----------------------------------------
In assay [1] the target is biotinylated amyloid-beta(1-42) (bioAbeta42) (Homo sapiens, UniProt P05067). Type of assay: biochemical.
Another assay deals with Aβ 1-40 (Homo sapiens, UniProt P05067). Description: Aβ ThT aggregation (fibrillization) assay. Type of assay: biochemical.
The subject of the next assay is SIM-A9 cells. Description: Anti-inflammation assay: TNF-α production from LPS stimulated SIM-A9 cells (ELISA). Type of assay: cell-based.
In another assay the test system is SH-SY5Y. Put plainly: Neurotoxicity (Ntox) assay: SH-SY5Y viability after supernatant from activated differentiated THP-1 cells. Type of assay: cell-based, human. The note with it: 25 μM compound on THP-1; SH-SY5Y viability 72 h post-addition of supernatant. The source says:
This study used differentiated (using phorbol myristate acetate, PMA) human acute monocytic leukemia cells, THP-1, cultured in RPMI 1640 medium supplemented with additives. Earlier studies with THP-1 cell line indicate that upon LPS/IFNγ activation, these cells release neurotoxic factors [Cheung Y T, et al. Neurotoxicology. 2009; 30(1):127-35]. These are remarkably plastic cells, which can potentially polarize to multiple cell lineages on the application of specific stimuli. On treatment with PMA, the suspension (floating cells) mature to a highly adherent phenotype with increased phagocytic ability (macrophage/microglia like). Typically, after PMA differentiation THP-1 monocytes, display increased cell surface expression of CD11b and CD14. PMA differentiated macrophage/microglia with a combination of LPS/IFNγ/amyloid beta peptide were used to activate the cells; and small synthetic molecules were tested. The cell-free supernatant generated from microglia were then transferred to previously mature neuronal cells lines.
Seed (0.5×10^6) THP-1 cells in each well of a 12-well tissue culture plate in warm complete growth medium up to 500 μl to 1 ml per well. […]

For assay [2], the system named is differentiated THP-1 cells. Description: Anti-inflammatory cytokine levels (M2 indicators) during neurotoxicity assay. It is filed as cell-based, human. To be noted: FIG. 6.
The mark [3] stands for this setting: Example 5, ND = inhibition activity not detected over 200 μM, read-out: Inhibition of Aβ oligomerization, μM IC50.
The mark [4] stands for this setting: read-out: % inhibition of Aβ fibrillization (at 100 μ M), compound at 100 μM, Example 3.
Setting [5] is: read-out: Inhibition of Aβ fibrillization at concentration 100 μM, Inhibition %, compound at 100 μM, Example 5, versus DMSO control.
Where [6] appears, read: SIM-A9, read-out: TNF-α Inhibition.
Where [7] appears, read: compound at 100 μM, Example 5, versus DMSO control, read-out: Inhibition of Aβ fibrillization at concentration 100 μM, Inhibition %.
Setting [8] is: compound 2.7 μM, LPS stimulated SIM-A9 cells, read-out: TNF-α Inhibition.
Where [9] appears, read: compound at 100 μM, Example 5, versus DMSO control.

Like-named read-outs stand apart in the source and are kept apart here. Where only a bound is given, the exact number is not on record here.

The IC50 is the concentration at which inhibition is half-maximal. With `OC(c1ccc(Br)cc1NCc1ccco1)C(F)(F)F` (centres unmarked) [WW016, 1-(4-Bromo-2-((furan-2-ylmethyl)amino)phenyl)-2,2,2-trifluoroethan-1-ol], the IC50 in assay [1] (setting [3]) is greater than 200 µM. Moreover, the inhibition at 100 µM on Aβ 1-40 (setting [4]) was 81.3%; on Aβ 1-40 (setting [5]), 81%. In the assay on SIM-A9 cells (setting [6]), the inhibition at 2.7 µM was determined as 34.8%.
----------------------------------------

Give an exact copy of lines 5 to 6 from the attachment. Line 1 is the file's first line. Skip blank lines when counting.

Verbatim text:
This study used differentiated (using phorbol myristate acetate, PMA) human acute monocytic leukemia cells, THP-1, cultured in RPMI 1640 medium supplemented with additives. Earlier studies with THP-1 cell line indicate that upon LPS/IFNγ activation, these cells release neurotoxic factors [Cheung Y T, et al. Neurotoxicology. 2009; 30(1):127-35]. These are remarkably plastic cells, which can potentially polarize to multiple cell lineages on the application of specific stimuli. On treatment with PMA, the suspension (floating cells) mature to a highly adherent phenotype with increased phagocytic ability (macrophage/microglia like). Typically, after PMA differentiation THP-1 monocytes, display increased cell surface expression of CD11b and CD14. PMA differentiated macrophage/microglia with a combination of LPS/IFNγ/amyloid beta peptide were used to activate the cells; and small synthetic molecules were tested. The cell-free supernatant generated from microglia were then transferred to previously mature neuronal cells lines.
Seed (0.5×10^6) THP-1 cells in each well of a 12-well tissue culture plate in warm complete growth medium up to 500 μl to 1 ml per well. […]